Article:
Setting Up an Online Survey Instrument for Effective Quantitative Cross-Tabulation Analysis

Setting Up an Online Survey Instrument for Effective Quantitative Cross-Tabulation Analysis

DOI: 10.4018/978-1-5225-8563-3.ch002
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The building of an online survey instrument involves sophisticated understandings of the research context, research design, research questions, and other elements. A lesser observed need is to consider what types of data analytics will be applied to the findings. With beginning-to-end online survey research suites, it becomes all the more necessary to think through the process from beginning to end in order to create an instrument that achieves all the necessary aims of the research. After all, improper online survey instrument designs will result in makework when it comes time to analyze data and will foreclose on particular data analytics opportunities. (Such instruments also will not have second or third uses after the first one-off.) This chapter explores how to build an effective online survey instrument to enable a quantitative cross tabulation analysis with the built-in analysis Qualtrics.
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A basic cross tabulation analysis (aka “contingency table”) is comprised of a data table or matrix in which variables are placed in the column headers and the row headers, and the corresponding intersecting values for those variables are in the respective column and row cells. These tables represent a joint frequency distribution, and these “multi-dimensional table(s) (are) used to compare the correlation between two variables (Cross-Tabulation Analysis, 2011, as cited in Lee, Aug. 15, 2015, p. 28) at a time, in a dyadic way. Even two variables being compared may be fairly complex, with scale values in some cases, and other related observations. Multiple variables may be explored at a time in a cross tabulation analysis. At the most basic, a cross tabulation analysis table contains at least two variables, in a 2x2 table. This may be seen in the bolded section at the top left of Table 1.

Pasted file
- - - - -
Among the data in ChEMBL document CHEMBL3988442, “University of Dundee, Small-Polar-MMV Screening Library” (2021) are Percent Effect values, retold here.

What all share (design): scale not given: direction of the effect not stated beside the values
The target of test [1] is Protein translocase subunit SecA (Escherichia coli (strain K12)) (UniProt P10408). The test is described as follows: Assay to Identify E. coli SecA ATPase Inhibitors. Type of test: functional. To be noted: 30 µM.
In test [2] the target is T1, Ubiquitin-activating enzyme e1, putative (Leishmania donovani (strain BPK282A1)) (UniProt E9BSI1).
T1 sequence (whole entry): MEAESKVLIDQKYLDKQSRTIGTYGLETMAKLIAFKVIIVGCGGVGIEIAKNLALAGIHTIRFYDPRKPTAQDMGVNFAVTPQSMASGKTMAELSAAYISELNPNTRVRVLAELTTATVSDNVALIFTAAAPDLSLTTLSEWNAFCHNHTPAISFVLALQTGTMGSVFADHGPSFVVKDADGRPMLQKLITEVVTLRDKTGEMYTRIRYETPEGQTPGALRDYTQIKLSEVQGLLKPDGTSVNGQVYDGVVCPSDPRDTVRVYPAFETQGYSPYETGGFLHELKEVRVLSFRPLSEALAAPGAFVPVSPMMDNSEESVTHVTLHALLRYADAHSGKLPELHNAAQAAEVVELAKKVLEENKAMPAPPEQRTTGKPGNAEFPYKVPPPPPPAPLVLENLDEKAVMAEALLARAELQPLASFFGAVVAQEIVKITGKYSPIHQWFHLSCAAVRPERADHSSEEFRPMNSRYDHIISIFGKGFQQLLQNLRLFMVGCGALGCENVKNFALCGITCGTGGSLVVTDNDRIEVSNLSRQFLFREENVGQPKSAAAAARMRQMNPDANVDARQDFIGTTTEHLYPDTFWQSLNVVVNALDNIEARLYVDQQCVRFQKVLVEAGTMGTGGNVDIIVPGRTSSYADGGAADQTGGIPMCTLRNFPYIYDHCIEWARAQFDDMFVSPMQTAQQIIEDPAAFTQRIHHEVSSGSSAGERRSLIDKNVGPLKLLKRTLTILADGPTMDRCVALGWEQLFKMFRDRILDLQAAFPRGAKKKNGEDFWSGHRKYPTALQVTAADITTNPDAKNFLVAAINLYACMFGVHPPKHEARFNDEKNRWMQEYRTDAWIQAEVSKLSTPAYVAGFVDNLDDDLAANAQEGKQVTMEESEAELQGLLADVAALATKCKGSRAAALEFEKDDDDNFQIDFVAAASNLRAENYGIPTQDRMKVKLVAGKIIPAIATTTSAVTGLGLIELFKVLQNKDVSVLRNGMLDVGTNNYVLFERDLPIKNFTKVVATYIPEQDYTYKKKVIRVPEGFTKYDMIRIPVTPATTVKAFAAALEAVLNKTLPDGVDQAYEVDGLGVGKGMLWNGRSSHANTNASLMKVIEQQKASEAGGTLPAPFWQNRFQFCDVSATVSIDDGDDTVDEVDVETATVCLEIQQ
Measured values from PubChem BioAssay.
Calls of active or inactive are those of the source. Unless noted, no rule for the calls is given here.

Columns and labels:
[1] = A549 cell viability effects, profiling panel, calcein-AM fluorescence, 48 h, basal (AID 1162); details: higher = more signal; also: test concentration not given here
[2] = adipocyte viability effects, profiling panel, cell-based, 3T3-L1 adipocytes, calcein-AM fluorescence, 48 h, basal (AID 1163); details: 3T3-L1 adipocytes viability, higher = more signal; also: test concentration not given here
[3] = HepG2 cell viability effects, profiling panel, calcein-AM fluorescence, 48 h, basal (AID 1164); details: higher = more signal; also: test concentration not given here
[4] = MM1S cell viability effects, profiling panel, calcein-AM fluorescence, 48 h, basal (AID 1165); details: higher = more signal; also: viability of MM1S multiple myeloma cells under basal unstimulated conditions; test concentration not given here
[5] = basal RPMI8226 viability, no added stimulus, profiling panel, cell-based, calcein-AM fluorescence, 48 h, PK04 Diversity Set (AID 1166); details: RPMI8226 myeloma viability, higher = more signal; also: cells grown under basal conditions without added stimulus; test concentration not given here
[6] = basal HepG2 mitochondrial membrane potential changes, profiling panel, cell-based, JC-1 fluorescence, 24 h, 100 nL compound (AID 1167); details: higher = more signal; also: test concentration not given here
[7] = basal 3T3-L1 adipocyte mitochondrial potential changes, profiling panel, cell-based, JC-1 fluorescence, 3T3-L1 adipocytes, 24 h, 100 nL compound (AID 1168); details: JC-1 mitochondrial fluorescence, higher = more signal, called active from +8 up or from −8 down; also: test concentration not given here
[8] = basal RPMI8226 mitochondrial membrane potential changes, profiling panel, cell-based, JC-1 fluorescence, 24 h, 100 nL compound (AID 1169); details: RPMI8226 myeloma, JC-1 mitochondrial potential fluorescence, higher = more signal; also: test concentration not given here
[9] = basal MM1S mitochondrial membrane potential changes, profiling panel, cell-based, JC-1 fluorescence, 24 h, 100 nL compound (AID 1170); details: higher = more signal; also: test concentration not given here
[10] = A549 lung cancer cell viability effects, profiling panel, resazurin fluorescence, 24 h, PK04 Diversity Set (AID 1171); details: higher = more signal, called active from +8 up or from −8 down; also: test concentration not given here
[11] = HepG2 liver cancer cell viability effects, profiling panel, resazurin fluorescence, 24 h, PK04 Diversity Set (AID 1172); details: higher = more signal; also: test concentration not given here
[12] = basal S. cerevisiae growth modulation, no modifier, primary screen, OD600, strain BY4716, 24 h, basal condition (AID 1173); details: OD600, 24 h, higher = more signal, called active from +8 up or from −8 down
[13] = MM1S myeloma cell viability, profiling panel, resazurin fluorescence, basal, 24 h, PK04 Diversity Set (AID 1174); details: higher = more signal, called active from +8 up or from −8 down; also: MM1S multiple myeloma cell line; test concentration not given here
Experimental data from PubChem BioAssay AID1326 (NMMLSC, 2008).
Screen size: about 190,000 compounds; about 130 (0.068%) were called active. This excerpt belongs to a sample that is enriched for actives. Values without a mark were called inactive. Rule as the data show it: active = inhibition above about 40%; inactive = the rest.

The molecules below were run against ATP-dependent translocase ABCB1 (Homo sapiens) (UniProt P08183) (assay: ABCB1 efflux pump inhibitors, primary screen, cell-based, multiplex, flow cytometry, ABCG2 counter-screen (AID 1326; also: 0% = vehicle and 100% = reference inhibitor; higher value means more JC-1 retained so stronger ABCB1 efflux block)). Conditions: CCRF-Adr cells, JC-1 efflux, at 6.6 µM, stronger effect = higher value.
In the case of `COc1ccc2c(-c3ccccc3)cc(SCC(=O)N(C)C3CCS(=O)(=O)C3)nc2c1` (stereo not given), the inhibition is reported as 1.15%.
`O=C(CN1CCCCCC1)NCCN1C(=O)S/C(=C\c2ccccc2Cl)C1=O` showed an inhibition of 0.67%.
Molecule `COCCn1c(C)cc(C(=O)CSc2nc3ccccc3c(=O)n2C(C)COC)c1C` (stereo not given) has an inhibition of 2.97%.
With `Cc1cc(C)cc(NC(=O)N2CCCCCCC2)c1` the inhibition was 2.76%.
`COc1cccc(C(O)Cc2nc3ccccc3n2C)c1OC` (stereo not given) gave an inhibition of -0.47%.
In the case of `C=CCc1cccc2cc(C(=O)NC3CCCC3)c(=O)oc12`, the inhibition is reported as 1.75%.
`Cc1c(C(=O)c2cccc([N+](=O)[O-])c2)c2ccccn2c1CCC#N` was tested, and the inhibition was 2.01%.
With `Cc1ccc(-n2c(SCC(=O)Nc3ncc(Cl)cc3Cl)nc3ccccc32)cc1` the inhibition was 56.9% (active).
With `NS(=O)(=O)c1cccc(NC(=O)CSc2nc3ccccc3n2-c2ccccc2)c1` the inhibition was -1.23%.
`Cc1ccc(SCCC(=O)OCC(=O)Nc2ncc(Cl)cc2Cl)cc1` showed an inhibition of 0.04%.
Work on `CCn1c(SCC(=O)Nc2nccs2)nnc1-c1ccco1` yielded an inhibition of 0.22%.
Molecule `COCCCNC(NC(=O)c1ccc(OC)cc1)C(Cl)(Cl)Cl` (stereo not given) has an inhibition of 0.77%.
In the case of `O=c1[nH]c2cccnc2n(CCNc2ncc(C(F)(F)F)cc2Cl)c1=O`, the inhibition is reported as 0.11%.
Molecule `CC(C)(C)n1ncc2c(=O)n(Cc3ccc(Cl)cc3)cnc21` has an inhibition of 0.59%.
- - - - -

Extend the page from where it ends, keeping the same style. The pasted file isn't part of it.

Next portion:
Table 1.
Depiction of a basic cross tabulation analysis table

In qualitative cross tabulation analyses, the intersecting cells may be comprised of frequency counts, common shared terms (words from the respective text sets), or other measures. Some qualitative cross tabulation analyses enable clustering of textual responses to survey (interview, focus group, and others) data by demographic features, responses to particular questions (all those who expressed something), and others.

In a quantitative cross tabulation analysis, the respective intersecting or crossover cells (where the row and column intersect) usually contain a percentage calculation from the observed values / expected values. The “observed values” are the data collected from the research. The “expected values” are calculated based on the potential ranges of values given the numbers of cells (based on the available numbers of variables). The “degrees of freedom” (df) in the construct is calculated based on the number of variables minus one (n – 1). The chi-squared calculation is based off of an expected chi-squared distribution that would exist if the null hypothesis is true (only random chance is acting on the observed data and not some other influence). This chi-squared calculation is applied to each cell.

The p-value (probability value) is a threshold value at which the null hypothesis may be rejected, usually at < .05 or < .01; the lower the p-value, the rarer the observed data has to be before the null hypothesis may be rejected. A p-value (or “alpha value”) of < .05 means that the observed results may fall on either end of the tails of the bell curve distribution at .025 at either end (extreme standard deviations from the center), and a p-value of < .01 means that the observed results may fall on either end of the tails at .005. (The assumption of a normal bell curve distribution applies to some data but not necessarily to categorical data analyzed using a cross tabulation analysis, with the chi-squared statistic.) The calculations in each cell point to possible (non)associations between each pairing (of the variables in the particular row/stub and the column/banner header). In some research, the rows and the columns may contain a mix of variables; in others, one contains the independent variable(s) and the other the dependent variable(s). [The independent variables (IVs) are theorized or hypothesized to have effects on the dependent variables (DVs). The dependent variables are the ones being tested or explored in research.]

Key Terms in this Chapter

Cross-Tabulation Analysis: A data table or matrix that compares measures of the included variables (and that may be used to identify associational data patterns in a joint frequency distribution).

Data Pattern: Descriptive features and tendencies of focal data.

Degrees of Freedom: The number of variables in a system (including in a cross-tabulation analysis or contingency table).

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